Day 5: Just Follow Uncle Joe

Today is another day I have been excited for ever since we were given our itinerary. We were going to the Forbidden City, going on a Hutong Tour, and going to the Temple of Heaven and having a tai chi class at the temple. It’s a busy day, but it was absolutely incredible.

After waking up and having a quick breakfast, we went on the bus for a quick ride to the Forbidden City. Uncle Joe was back with us for the day and was telling us more jokes as we drove to the city. The city is central to Beijing, and our hotel isn’t too far away from the center. Once we got to the city, I noticed an immediate increase in people in one area. There were so many tour groups all with matching hats (which I think the kids going on Plus 3 should get next year). This is the amount of people I expected to see in Beijing on the daily throughout the city just because it has such a large population and I haven’t been able to grasp that there are 23 million people in this city yet. Today changed that though once we got to the Forbidden City. The entrance of the Forbidden City can only be described as impressive. The first building was very large and had a huge picture of Mao on the front. There were water fountains everywhere, and it was all very elegant, especially with the traditional Chinese architecture.

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We went through the first building and walked through the gates. The doors had these huge knobs on them and apparently, if you touch them as you walk through, it’s good luck. I need all the luck I can get, so I touched all the knobs. We continued walking and we ran into more buildings that looked similar to the first, but not as large. Uncle Joe was telling us that we were walking through the political part of the city, and the city is in fact 180 acres, and there is no way we would be able to go through the entire city. I originally thought the city was a few buildings with his palace in the center, but that is not the case.

These buildings in the political part of the city had their own individual purpose to serve the emperor. On the sides, there were the living quarters for his many servants. If you wanted to stay in all the quarters for one night each night, it would take you a little over 27 years to do so. The size of the city kept impressing me more and more.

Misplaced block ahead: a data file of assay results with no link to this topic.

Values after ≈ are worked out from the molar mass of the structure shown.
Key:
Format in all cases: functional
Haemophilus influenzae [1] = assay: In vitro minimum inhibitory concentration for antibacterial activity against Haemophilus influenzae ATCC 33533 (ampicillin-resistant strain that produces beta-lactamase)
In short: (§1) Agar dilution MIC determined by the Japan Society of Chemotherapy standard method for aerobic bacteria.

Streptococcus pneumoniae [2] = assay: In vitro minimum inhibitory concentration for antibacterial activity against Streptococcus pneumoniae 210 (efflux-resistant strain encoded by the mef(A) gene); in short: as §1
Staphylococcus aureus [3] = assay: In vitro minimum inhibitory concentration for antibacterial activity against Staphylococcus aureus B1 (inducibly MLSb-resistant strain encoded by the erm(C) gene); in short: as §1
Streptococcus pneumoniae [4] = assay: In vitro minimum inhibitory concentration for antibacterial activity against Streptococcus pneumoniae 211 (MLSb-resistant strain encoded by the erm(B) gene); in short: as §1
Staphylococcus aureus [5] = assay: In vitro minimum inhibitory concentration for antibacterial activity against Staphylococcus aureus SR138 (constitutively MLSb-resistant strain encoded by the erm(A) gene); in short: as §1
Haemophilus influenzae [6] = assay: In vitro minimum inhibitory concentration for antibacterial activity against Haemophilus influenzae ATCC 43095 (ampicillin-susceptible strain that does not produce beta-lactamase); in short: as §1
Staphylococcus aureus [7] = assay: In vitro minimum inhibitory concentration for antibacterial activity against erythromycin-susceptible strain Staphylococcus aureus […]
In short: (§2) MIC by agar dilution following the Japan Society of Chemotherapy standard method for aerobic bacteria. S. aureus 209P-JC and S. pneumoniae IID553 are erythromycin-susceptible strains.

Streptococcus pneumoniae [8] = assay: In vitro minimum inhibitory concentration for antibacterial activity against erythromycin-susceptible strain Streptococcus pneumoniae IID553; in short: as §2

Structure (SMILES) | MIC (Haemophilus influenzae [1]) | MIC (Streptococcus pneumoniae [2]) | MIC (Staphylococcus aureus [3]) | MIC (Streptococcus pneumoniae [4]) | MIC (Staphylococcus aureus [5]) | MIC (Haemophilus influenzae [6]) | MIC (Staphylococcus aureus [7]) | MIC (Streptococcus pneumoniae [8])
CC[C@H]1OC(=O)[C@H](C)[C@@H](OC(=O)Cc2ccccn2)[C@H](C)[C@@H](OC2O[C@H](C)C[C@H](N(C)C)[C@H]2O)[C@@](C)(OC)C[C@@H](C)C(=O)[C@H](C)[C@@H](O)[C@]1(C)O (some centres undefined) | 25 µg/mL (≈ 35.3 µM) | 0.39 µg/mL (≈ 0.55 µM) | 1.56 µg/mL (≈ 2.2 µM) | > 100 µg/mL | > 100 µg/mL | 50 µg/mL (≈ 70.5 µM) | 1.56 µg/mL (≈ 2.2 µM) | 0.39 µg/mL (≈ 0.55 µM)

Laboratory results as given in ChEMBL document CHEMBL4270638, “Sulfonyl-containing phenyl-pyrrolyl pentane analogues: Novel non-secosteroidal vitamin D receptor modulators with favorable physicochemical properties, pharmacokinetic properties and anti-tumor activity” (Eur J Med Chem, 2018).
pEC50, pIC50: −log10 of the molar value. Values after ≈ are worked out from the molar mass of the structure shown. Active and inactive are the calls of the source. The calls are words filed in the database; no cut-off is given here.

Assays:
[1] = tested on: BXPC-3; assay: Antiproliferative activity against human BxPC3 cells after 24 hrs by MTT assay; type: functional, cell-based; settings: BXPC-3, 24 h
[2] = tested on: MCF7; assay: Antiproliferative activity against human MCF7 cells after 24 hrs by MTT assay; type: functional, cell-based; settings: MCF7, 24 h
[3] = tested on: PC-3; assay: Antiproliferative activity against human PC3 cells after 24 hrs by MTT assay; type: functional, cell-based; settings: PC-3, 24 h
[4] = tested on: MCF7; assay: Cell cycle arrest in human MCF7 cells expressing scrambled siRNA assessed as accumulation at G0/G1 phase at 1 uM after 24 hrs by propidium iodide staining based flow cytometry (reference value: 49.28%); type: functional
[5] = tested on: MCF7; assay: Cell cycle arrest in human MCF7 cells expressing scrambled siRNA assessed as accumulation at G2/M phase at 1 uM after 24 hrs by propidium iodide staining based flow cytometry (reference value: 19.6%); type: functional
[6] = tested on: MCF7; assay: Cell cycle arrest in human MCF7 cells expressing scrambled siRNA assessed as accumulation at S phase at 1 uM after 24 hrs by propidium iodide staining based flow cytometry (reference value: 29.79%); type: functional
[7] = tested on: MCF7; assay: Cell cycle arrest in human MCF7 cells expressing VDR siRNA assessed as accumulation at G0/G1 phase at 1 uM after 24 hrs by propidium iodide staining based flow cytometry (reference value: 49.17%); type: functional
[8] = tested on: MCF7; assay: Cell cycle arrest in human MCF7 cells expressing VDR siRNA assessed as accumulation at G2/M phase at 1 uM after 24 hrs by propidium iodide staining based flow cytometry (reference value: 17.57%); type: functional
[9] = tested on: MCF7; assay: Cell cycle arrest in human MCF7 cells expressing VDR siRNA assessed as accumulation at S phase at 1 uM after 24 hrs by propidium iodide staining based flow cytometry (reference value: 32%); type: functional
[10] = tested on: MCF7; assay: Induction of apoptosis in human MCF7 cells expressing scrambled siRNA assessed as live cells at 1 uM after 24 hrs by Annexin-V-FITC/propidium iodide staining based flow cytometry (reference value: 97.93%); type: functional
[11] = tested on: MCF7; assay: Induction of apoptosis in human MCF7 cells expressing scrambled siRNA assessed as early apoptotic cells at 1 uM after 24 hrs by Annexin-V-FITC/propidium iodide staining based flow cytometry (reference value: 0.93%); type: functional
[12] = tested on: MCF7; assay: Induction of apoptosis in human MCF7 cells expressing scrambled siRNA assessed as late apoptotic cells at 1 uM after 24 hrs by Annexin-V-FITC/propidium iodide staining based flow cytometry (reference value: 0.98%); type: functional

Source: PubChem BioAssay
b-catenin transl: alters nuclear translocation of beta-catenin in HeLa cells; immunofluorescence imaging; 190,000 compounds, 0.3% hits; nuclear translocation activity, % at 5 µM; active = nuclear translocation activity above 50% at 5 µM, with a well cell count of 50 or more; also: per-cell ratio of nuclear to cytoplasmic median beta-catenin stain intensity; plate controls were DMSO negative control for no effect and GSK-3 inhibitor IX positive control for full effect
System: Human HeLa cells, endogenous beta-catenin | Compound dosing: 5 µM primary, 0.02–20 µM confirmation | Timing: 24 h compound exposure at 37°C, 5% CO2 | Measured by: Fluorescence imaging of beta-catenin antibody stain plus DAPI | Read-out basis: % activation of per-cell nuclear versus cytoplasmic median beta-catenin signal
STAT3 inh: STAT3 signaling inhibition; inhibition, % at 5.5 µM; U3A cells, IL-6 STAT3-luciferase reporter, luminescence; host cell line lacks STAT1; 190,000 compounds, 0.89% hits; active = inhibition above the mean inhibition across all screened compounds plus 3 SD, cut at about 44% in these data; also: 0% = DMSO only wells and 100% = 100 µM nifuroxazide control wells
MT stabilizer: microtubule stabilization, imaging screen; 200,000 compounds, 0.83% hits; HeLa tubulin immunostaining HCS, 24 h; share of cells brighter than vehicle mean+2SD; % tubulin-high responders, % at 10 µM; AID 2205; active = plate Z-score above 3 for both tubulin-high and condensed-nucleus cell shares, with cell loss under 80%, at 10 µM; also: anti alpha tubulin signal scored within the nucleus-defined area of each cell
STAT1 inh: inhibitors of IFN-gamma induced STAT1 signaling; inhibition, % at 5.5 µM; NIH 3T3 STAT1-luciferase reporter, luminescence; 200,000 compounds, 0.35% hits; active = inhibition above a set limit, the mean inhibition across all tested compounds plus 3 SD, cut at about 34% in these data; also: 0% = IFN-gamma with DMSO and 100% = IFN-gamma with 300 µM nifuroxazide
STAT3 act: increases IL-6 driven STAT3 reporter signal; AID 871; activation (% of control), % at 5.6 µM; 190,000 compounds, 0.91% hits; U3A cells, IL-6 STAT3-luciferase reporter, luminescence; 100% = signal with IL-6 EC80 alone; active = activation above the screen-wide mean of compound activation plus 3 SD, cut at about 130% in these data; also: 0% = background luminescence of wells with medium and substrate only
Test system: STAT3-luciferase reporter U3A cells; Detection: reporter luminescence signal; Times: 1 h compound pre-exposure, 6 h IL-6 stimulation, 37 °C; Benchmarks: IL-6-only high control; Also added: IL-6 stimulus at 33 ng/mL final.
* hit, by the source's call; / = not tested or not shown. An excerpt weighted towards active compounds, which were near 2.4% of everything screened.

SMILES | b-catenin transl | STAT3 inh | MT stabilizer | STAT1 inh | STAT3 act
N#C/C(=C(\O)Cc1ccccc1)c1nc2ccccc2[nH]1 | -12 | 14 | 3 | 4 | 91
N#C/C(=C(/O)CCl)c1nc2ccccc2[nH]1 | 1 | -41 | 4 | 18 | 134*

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We eventually got to the Imperial Gardens, which were stunning. There were several rock sculptures within the garden as well as trees that were curvy and dragon statues. Again, everything was stunning, impressive, and elegant. I could have spent hours in the garden alone, but Uncle Joe only gave us 15 minutes before we were moving on to the next place. We passed a few more of the buildings similar to the first before we reached the end of the political section of the city and were facing the imperial directly in front of us on top of a hill. We did not go up to the palace, but even from afar, it was clearly built for an emperor and was very incredible. Our bus was waiting for us, and it whisked us away to our next activity – the Hutong Tour.

The Hutong Tour was a tour of a small village for lack of a better term within the city of Beijing. “Hutong” is actually a Mongolian word that means “alley.” This area is composed of many different alleyways that each lead to different houses. Alleys typically lead to a courtyard shared by about 6 families. Each family has their own living space, but they share the courtyard (which also includes with bathroom) with each other. Some of the buildings were built during the Ming and Qing Dynasties, so they are very old and represent a unique part of Chinese history. These buildings appear to be home to a poorer section of the population, but actually their age, cultural representation, and central location in the city cause these homes to be actually very expensive and home to a richer population. The reason the homes appear to be in disarray is because the government doesn’t want that history to be changed and want the buildings to remain the way they are.